The 3 'Fs' That Keep You From Practicing

Jun 27, 2023

Let’s face it: very few people on planet earth actually like practicing music!

There! I’ve said it! The “Practice Warriors Guy” just admitted that people don’t like to practice. Wow! 

Stop the presses! Alert the media! We’ve got the scoop of the century!!

Sarcasm aside, perhaps I should change my name to Captain Obvious.

It’s funny that the things people don’t like about practicing music are the very same things they can use to get more motivated and inspired to practice. Gotta just love irony. 

So, let’s look at the 3 ‘Fs’ that keep most people from practicing, and let’s see how we can turn these challenges around to make anyone into a Practice Warrior!


1. Failure
This one’s a biggie, isn’t it? Think about it; when you try to do something and you “fail", are you inspired to try it again? Oh sure, maybe one or two more times, but then you stop and say things like “I can’t do it” or “I have no talent” or other self-defeating thoughts. 

Let’s just come right out and say it…there is no such thing as failure!! Failure is just an excuse to not exert yourself and expand your knowledge or skills. 

If you think back on your life’s journey thus far, you have failed at literally everything in your life at one point. You couldn’t walk. You couldn’t talk. You couldn’t feed yourself. You couldn’t add. You couldn’t read. You couldn’t pass a test. You couldn’t find a job. You failed at communicating. You failed at…

…well, I could go on and on, but I don’t want to give you a complex!

Yes, you “failed” at all these things in your life, but then you overcame those “failures” with successes. 

You couldn’t talk…until you did.
You couldn’t add numbers…until you did. 
You couldn’t find a job…until you did. 

Failure is just success delayed. Failure shows you exactly what you need to focus your energies on for self-improvement. Failure is a gift!

So, when you “fail” at something while playing or practicing music, you are being shown your next musical challenge. You are being invited to improve your skills. It’s only at this point where you make the choice to either continue or stop practicing. 

If you continue, you will succeed…eventually.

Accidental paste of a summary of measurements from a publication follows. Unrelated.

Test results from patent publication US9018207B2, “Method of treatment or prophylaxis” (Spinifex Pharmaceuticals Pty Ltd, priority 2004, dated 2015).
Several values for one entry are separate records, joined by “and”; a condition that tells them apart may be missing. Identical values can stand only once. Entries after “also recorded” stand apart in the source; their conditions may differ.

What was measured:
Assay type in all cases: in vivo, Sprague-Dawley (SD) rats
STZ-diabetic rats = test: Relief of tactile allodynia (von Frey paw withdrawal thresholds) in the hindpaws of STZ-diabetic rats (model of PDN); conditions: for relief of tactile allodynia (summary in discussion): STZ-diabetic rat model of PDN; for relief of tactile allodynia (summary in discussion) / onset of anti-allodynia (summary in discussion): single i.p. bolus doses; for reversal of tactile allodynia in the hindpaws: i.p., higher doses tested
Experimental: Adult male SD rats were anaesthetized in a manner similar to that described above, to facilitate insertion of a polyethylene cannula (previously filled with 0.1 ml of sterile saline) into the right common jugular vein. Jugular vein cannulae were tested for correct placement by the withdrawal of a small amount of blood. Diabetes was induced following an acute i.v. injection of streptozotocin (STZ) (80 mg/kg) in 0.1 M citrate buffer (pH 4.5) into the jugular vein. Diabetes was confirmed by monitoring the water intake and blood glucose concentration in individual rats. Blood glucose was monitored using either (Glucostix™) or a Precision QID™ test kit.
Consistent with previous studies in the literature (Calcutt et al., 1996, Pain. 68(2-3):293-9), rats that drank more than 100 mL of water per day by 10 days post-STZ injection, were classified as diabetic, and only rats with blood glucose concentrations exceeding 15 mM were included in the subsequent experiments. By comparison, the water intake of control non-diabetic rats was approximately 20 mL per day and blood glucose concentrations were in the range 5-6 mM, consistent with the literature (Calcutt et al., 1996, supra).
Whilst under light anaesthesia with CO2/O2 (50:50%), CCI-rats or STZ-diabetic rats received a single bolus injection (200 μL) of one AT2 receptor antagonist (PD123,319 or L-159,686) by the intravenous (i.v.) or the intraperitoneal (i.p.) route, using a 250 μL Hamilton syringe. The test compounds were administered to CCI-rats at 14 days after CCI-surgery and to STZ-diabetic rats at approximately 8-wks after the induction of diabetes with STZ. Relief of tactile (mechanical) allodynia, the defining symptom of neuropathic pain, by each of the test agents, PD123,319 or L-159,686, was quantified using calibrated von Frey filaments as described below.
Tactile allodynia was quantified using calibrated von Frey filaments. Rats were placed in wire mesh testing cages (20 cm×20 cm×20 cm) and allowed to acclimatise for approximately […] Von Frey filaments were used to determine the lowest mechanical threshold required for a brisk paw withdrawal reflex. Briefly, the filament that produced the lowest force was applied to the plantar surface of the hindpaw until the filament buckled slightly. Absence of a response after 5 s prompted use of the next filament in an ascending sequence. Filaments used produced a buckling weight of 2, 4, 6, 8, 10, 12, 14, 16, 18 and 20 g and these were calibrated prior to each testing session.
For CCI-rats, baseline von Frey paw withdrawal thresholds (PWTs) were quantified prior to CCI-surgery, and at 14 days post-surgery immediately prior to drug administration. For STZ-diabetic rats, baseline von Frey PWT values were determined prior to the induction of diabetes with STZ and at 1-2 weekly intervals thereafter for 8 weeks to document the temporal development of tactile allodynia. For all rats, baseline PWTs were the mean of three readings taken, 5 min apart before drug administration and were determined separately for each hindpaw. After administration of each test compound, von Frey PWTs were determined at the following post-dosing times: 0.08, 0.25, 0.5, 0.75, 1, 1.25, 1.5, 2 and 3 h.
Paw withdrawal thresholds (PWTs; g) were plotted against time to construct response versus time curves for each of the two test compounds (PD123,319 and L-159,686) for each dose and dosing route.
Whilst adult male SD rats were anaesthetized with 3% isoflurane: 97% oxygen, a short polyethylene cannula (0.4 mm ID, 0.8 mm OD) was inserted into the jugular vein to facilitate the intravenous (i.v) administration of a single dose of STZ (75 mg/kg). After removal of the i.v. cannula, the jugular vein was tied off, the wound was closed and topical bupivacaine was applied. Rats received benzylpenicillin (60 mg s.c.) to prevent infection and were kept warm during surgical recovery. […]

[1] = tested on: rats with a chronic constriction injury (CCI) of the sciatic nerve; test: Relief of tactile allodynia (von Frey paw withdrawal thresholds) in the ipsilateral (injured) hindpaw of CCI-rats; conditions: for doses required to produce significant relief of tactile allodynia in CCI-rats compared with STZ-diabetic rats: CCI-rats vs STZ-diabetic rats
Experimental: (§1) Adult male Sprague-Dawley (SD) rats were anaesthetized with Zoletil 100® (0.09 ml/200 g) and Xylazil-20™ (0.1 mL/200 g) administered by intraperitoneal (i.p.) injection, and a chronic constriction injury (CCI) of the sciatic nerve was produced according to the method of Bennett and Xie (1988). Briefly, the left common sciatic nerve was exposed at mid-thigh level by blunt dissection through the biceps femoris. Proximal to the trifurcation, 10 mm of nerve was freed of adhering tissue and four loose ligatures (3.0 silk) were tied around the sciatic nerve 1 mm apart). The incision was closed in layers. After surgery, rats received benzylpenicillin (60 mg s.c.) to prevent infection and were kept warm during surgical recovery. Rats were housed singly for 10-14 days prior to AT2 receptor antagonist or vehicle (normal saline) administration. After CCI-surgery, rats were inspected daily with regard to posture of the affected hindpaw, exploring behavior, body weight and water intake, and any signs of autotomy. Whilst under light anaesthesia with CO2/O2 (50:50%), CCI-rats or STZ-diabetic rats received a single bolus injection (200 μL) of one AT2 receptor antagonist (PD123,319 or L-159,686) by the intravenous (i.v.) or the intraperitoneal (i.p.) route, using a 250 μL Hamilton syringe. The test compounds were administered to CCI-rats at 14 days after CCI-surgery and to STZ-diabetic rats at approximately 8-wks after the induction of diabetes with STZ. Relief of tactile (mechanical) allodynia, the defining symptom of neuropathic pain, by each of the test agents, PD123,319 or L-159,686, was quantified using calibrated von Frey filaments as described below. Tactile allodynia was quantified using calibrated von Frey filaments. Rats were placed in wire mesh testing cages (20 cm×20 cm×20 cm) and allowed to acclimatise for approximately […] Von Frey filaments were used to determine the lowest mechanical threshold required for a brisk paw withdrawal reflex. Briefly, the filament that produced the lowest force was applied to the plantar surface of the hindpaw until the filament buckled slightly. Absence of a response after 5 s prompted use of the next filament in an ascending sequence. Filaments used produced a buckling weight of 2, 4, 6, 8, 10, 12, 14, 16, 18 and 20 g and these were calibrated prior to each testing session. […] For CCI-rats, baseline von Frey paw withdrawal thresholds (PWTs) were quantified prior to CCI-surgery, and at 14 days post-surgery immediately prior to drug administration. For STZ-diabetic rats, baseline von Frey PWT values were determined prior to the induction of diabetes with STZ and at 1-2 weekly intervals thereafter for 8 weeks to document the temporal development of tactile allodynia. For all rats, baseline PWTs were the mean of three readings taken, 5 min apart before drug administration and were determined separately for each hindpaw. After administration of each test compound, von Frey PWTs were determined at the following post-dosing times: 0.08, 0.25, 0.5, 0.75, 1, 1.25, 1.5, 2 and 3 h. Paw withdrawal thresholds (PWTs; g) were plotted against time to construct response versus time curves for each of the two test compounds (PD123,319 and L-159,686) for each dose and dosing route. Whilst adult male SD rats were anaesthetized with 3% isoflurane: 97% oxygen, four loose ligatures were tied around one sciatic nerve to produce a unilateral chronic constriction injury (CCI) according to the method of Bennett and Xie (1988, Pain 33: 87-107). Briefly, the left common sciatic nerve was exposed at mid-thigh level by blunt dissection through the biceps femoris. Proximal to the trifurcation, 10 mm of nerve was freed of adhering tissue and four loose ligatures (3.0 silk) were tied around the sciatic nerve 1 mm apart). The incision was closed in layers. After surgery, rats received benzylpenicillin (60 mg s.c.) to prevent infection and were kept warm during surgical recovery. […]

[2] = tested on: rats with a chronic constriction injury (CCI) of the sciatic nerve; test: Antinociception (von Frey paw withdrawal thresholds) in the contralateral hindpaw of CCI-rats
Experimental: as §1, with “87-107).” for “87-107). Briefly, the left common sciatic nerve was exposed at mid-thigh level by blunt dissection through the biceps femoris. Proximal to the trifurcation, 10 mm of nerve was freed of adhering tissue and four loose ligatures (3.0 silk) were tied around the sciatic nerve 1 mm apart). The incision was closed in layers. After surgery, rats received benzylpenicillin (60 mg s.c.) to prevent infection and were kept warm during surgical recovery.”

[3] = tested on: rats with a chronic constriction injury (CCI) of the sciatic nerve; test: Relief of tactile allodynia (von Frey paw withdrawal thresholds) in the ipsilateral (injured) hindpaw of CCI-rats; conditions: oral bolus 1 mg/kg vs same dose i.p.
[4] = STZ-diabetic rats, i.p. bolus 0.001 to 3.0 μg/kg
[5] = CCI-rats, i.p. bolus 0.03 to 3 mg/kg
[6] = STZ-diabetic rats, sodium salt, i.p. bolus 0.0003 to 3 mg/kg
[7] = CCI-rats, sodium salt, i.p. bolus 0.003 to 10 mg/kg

If you stop practicing, only then will you have failed. 

This is easier to understand than implement, because failure leads to our second “F”. 


2. Frustration
One could argue that it’s not so much failure that gets people to quit, but the deep feelings of frustration that come with taking on challenging tasks. Frustration short circuits our learning process by adding emotions and expectations into the mix. By truly understanding this, we can use these feelings to our advantage, rather than have them keep us from achieving our goals. 

If you can tamper your emotions and expectations, then frustration immediately disappears. Frustration comes from your preconceived idea of how quickly you should be able to learn a specific task. 

If you expect playing guitar to be easy and then realize it isn’t as simple as you thought, you get frustrated. When you get frustrated, you get emotional. When you get emotional, you make decisions not based on logic but on feelings. 

BUT, if you expect playing guitar to be challenging and then it actually is challenging, then you don’t get frustrated. You knew up front that learning guitar would take time, so you don’t have some unrealistic timeline for when you should see improvement. 

In other words, you relax into the learning process. Frustration disappears as soon as your expectations match reality. 

It also helps to know that everyone who has ever played an instrument or dribbled a basketball or gave a speech or tied their shoes has experienced challenges. Misery does love company, you know!

If you can implement your knowledge of the first two ‘Fs’ into your practicing (and your life), than the third ‘F’ tends to disappear as well. 


3. Fatigue
Most people think of being fatigued as being sleepy. However, fatigue is usually brought on by mental or physical exertion. Now, let’s add negative feelings of perceived failure and unrealistic expectations that lead to frustration, and you can see how any exertion will make you feel tired, drained, unmotivated, uninspired and downright fatigued! 

Heck, even looking at your instrument and thinking about practicing could make you feel fatigued!

Thus, the best way to avoid feeling fatigued about practicing is to banish the negative thoughts about failure and frustration. This is done, again, by tampering expectations and welcoming challenges and frustrations in your practicing. 

Fatigue ain’t a bad thing, either. Like with a good physical workout, I feel a bit drained and fatigued after I play my instrument, record a new song, prepare for an upcoming performance, practice a challenging piece of music or any musical activity where I’m pushing my comfort zone and abilities. This, to me, is good fatigue that is rooted in reality-based physical and mental exertion rather than fantasy-based negative and false beliefs.

As you can see, these same 3 ‘Fs’ that keep people from practicing can actually give you the drive you need to sit your butt down, work on your skills and be patient but productive on your musical journey. It’s about perspective, after all!

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